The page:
That’s probably what propelled the Islamic Republic to dispatch an assassin to Los Angeles last year. His target? The leaders of a little known opposition group called Tondar. The group is associated with another group called Anjoman-e Padeshahi-e Iran, or Kingdom Assembly of Iran, both of which are founded by the flamboyant Dr. Frood Fouladvand. API made the news in 2005 when 56 members occupied a Lufthansa plane in Europe to demand the EU to help overthrow the Islamic Regime.
On the surface, Tondar appears to be harmless; they operate an internet-based radio talk show featuring one of the leaders, Jamshid Sharmahd. Sharmahd is the proprietor of Sharmahd Computing Inc., while the other half of Tondar – Iman Afar – apparently runs an energy company that has no website or is listed on the California business directory where I tried looking. (Sharmahd seems to be the more public face of Tondar.)
Tondar – which means “thunder” in Farsi – appears to be a storm coming over the Iranian horizon in the form of terrorism in pursuit of its goal of reconstituting the monarchy that was overthrown by the people in 1979 for being a tyrannical dictatorship. The Islamic Republic accuses the organization of organizing terrorist attacks, which the organization denies; it should be noted that the Islamic Republic routinely plays the terror card for its own purposes of de-legitimizing opposition – they use absurd accusations like “warring with god” to execute dissidents. And, of course, the regime shows no compunction in murdering unarmed protesters in the streets as it demonstrated two years ago.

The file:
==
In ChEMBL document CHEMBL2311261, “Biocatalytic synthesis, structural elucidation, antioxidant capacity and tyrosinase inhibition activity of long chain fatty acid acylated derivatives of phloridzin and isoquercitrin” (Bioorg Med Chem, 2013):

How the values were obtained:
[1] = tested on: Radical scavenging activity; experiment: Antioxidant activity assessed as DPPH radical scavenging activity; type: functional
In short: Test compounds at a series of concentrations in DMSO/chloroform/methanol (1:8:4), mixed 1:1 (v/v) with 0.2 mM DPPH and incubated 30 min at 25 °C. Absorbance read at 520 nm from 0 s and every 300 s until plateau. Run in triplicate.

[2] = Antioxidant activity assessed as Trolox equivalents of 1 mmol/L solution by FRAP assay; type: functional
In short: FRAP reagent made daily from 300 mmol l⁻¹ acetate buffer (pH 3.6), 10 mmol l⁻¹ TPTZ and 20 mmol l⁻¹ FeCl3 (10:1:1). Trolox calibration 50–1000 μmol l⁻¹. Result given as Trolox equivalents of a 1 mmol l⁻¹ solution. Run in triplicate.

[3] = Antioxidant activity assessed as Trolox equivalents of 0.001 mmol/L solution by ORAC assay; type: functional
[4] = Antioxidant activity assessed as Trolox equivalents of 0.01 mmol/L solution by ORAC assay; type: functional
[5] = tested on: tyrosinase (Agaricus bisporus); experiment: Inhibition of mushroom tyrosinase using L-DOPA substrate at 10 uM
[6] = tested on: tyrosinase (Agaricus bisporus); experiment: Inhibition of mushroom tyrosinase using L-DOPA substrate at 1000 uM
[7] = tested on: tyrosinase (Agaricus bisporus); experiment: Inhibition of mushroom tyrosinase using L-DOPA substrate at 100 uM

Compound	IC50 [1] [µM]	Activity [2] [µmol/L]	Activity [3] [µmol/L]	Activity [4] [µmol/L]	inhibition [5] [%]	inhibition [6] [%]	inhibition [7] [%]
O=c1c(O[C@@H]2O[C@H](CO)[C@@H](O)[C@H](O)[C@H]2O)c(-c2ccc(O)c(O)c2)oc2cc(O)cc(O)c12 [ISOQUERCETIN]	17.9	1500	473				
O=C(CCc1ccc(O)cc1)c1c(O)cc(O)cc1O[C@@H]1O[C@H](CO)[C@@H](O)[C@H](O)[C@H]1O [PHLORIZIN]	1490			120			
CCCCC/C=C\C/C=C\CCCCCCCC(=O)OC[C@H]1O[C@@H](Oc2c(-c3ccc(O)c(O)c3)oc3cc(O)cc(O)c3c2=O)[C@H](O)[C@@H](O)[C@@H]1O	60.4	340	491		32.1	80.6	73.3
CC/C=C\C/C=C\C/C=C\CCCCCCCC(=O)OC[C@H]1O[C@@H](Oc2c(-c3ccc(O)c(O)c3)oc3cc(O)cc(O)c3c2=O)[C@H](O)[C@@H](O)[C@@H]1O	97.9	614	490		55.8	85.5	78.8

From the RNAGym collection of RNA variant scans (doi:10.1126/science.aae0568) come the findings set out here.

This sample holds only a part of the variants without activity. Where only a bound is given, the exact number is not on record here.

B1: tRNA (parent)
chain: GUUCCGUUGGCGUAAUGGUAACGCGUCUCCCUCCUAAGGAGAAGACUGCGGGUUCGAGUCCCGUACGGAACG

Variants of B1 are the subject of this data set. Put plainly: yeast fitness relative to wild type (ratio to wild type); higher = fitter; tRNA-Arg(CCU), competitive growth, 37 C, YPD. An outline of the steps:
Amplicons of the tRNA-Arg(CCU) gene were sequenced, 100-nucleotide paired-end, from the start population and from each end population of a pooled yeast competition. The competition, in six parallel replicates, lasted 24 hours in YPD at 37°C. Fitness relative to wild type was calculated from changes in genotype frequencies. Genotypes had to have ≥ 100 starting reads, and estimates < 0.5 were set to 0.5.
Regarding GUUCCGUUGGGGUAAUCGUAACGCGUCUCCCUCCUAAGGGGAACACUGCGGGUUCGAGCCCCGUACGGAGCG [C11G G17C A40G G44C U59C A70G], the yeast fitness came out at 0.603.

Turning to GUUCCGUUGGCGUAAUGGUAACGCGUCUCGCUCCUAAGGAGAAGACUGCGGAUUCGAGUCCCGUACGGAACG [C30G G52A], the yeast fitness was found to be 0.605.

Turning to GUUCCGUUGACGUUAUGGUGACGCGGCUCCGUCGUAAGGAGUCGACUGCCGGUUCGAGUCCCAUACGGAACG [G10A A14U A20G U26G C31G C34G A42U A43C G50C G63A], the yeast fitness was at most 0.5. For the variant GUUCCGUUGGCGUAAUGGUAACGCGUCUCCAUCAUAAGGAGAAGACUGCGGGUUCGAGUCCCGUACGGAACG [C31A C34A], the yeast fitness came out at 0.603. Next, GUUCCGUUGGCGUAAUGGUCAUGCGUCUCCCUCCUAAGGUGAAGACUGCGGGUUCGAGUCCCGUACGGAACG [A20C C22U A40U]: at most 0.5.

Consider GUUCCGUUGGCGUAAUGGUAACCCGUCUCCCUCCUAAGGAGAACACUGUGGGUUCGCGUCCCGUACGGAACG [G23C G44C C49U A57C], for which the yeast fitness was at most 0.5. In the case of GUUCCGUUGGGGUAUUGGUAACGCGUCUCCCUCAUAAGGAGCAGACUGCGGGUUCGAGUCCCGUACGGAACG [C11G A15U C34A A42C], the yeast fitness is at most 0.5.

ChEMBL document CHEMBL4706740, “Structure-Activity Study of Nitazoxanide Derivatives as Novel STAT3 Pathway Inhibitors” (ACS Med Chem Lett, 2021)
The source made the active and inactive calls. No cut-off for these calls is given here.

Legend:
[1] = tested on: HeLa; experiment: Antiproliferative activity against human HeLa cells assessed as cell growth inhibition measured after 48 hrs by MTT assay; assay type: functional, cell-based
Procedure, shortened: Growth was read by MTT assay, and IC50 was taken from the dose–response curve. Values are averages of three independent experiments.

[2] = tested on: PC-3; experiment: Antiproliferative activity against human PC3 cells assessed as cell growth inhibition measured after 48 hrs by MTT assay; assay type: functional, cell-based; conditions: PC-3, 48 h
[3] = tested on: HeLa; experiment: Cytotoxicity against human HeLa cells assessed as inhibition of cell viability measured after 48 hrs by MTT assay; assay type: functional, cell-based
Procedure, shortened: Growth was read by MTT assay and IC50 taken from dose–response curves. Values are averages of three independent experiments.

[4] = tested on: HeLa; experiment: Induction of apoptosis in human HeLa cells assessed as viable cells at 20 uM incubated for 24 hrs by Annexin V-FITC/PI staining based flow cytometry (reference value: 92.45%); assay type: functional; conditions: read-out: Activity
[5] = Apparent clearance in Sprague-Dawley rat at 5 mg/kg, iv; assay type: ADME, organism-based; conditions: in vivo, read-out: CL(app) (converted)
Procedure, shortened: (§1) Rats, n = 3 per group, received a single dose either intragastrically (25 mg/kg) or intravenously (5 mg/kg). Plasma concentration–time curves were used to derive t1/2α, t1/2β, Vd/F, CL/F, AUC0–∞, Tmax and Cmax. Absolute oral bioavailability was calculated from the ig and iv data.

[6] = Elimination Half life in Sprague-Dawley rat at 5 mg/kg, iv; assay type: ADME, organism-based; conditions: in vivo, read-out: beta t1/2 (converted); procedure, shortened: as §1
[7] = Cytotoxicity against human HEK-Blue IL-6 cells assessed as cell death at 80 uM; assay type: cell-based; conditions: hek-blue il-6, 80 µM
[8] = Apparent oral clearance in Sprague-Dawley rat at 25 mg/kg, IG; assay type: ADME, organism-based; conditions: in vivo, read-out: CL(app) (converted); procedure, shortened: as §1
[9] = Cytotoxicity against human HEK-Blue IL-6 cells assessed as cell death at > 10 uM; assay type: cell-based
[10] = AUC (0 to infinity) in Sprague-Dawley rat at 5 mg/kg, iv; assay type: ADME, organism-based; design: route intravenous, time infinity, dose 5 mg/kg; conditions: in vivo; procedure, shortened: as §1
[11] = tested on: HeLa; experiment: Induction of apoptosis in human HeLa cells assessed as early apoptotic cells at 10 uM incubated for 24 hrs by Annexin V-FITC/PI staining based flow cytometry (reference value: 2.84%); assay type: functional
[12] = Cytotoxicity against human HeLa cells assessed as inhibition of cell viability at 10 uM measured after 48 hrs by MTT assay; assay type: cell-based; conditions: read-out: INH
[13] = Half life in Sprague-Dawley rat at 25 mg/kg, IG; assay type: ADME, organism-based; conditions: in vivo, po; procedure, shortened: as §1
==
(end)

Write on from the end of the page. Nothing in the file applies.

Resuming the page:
These actions say a lot about the Islamic regime. But what if the allegations of Tondar’s terrorism are also true? What does that say about what life in Iran would be like if they were to be in charge – and what does that say about American intentions if it remains complicit?
Tondar came up when a physicist – Massoud Ali Mohammadi – was assassinated in Jan. 2010 via a remote controlled bomb-rigged motorcycle. Accusations went back and forth – on the one hand, there were allegations that Mohammadi was killed by the regime for his support for opposition presidential candidate Mir Hussein Mousavi; the regime alleged it was a U.S./Israel hit to halt Iran’s nuclear progress. Neither allegation made total sense, as the Huffington Post pointed out at the time:
“The blast apparently was set off by a remote trigger, but it was unclear why the professor was targeted. The victim was a 50-year-old researcher with no prominent political voice, no published work with military relevance and no declared links to Iran’s nuclear program.
Hard-line backers of the Islamic system have urged stronger measures to try to crush and intimidate anti-government forces. But the Tehran University professor, Masoud Ali Mohammadi, was far from a front-row political player.
He joined a list of 240 faculty members in a declaration supporting opposition candidate Mir Hossein Mousavi before June’s disputed presidential election, but did not take any known high-profile role in the protests after the vote.”
If it was a setback for the nuclear program, it didn’t work; as Borzou Daragahi and Ramin Mostaghim pointed out in a Los Angeles Times op-ed:
“Ali-Mohammadi, colleagues said, was not even employed by Iran’s Atomic Energy Organization, which oversees the country’s nuclear program.